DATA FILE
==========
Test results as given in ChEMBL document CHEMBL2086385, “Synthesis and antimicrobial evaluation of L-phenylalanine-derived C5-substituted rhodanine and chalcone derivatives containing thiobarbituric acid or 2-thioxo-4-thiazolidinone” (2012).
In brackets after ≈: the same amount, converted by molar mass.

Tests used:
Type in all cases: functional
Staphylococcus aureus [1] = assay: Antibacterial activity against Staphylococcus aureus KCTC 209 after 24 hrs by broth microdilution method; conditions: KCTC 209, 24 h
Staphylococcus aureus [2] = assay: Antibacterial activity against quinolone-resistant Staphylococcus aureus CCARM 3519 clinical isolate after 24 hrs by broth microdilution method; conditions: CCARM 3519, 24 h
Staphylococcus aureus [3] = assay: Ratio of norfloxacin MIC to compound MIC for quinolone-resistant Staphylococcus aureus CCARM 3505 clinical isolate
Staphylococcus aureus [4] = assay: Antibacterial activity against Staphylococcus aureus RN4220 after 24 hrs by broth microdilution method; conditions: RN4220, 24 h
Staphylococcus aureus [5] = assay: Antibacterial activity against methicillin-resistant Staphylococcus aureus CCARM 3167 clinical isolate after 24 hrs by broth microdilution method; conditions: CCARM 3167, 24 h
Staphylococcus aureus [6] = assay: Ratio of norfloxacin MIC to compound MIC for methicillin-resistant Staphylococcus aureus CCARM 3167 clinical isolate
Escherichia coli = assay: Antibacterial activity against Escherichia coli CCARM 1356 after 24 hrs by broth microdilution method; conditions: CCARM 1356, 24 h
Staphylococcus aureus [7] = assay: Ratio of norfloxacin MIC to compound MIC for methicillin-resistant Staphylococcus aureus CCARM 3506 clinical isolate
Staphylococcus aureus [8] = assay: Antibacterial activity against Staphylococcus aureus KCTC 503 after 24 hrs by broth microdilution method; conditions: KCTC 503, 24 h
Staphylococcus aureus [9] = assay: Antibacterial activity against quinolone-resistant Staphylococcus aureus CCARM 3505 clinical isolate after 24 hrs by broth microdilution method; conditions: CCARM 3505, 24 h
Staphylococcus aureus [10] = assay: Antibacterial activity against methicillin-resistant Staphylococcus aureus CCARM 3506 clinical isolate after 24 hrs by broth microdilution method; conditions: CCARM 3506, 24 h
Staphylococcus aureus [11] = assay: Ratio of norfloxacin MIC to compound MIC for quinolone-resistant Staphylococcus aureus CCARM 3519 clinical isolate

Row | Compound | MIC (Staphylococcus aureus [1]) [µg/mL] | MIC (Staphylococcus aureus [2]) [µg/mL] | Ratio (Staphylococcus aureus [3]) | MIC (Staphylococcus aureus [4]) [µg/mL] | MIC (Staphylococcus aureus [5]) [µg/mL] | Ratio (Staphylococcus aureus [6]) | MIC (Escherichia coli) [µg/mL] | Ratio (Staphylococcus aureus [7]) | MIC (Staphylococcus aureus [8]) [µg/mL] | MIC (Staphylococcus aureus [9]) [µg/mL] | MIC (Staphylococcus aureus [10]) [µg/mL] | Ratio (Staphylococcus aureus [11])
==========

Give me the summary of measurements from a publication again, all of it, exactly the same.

Test results as given in ChEMBL document CHEMBL2086385, “Synthesis and antimicrobial evaluation of L-phenylalanine-derived C5-substituted rhodanine and chalcone derivatives containing thiobarbituric acid or 2-thioxo-4-thiazolidinone” (2012).
In brackets after ≈: the same amount, converted by molar mass.

Tests used:
Type in all cases: functional
Staphylococcus aureus [1] = assay: Antibacterial activity against Staphylococcus aureus KCTC 209 after 24 hrs by broth microdilution method; conditions: KCTC 209, 24 h
Staphylococcus aureus [2] = assay: Antibacterial activity against quinolone-resistant Staphylococcus aureus CCARM 3519 clinical isolate after 24 hrs by broth microdilution method; conditions: CCARM 3519, 24 h
Staphylococcus aureus [3] = assay: Ratio of norfloxacin MIC to compound MIC for quinolone-resistant Staphylococcus aureus CCARM 3505 clinical isolate
Staphylococcus aureus [4] = assay: Antibacterial activity against Staphylococcus aureus RN4220 after 24 hrs by broth microdilution method; conditions: RN4220, 24 h
Staphylococcus aureus [5] = assay: Antibacterial activity against methicillin-resistant Staphylococcus aureus CCARM 3167 clinical isolate after 24 hrs by broth microdilution method; conditions: CCARM 3167, 24 h
Staphylococcus aureus [6] = assay: Ratio of norfloxacin MIC to compound MIC for methicillin-resistant Staphylococcus aureus CCARM 3167 clinical isolate
Escherichia coli = assay: Antibacterial activity against Escherichia coli CCARM 1356 after 24 hrs by broth microdilution method; conditions: CCARM 1356, 24 h
Staphylococcus aureus [7] = assay: Ratio of norfloxacin MIC to compound MIC for methicillin-resistant Staphylococcus aureus CCARM 3506 clinical isolate
Staphylococcus aureus [8] = assay: Antibacterial activity against Staphylococcus aureus KCTC 503 after 24 hrs by broth microdilution method; conditions: KCTC 503, 24 h
Staphylococcus aureus [9] = assay: Antibacterial activity against quinolone-resistant Staphylococcus aureus CCARM 3505 clinical isolate after 24 hrs by broth microdilution method; conditions: CCARM 3505, 24 h
Staphylococcus aureus [10] = assay: Antibacterial activity against methicillin-resistant Staphylococcus aureus CCARM 3506 clinical isolate after 24 hrs by broth microdilution method; conditions: CCARM 3506, 24 h
Staphylococcus aureus [11] = assay: Ratio of norfloxacin MIC to compound MIC for quinolone-resistant Staphylococcus aureus CCARM 3519 clinical isolate

Row | Compound | MIC (Staphylococcus aureus [1]) [µg/mL] | MIC (Staphylococcus aureus [2]) [µg/mL] | Ratio (Staphylococcus aureus [3]) | MIC (Staphylococcus aureus [4]) [µg/mL] | MIC (Staphylococcus aureus [5]) [µg/mL] | Ratio (Staphylococcus aureus [6]) | MIC (Escherichia coli) [µg/mL] | Ratio (Staphylococcus aureus [7]) | MIC (Staphylococcus aureus [8]) [µg/mL] | MIC (Staphylococcus aureus [9]) [µg/mL] | MIC (Staphylococcus aureus [10]) [µg/mL] | Ratio (Staphylococcus aureus [11])